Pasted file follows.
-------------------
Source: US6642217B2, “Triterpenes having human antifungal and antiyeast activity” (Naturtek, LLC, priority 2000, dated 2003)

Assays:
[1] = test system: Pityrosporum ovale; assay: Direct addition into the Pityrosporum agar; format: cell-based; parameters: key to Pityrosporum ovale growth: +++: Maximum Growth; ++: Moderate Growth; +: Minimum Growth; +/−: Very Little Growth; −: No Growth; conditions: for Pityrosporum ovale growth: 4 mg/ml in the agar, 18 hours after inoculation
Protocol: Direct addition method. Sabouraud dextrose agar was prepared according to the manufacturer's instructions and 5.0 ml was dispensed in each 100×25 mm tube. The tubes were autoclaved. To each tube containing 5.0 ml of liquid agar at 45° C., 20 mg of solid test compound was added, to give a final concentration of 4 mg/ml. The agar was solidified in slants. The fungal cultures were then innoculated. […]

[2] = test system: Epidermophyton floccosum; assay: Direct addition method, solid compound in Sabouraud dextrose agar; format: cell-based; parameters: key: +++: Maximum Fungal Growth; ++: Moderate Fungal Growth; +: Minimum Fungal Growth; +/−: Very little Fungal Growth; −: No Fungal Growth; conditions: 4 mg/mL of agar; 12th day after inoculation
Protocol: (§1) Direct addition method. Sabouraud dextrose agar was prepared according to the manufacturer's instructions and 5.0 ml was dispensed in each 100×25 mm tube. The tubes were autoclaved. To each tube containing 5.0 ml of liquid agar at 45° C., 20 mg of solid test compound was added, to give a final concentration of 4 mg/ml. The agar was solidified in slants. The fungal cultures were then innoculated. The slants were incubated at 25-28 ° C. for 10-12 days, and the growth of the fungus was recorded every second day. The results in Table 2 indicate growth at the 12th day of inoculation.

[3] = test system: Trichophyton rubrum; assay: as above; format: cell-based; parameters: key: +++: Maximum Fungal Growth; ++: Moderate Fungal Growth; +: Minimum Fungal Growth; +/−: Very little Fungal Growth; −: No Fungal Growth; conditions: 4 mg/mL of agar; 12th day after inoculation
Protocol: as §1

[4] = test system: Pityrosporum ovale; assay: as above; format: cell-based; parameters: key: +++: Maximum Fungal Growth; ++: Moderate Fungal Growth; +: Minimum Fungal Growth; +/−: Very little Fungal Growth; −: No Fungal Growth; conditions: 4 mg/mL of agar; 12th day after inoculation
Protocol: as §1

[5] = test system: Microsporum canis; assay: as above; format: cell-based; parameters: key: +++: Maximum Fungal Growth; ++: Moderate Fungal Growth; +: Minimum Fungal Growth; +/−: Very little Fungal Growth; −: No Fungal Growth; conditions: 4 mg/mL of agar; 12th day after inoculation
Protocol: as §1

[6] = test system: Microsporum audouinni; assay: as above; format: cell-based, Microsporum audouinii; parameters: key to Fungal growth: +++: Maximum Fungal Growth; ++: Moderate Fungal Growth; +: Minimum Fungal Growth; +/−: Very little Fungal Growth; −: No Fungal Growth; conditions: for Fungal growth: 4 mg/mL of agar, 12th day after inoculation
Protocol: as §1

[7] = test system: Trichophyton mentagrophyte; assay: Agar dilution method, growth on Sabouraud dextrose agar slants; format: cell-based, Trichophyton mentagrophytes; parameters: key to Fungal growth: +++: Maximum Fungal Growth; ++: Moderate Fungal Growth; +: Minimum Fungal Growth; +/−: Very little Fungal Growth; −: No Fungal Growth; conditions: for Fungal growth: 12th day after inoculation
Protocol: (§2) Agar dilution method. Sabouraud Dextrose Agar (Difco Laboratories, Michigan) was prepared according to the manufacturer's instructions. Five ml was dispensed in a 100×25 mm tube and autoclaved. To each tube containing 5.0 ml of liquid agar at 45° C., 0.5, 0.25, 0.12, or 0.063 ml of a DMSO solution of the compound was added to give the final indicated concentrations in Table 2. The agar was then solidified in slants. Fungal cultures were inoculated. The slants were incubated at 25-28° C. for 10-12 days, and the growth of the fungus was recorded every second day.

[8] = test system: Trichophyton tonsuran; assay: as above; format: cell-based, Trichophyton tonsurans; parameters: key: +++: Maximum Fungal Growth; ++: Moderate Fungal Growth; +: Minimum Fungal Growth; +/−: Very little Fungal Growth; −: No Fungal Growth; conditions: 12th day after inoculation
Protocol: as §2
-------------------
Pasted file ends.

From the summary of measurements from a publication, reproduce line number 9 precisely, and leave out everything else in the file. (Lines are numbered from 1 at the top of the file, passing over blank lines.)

[4] = test system: Pityrosporum ovale; assay: as above; format: cell-based; parameters: key: +++: Maximum Fungal Growth; ++: Moderate Fungal Growth; +: Minimum Fungal Growth; +/−: Very little Fungal Growth; −: No Fungal Growth; conditions: 4 mg/mL of agar; 12th day after inoculation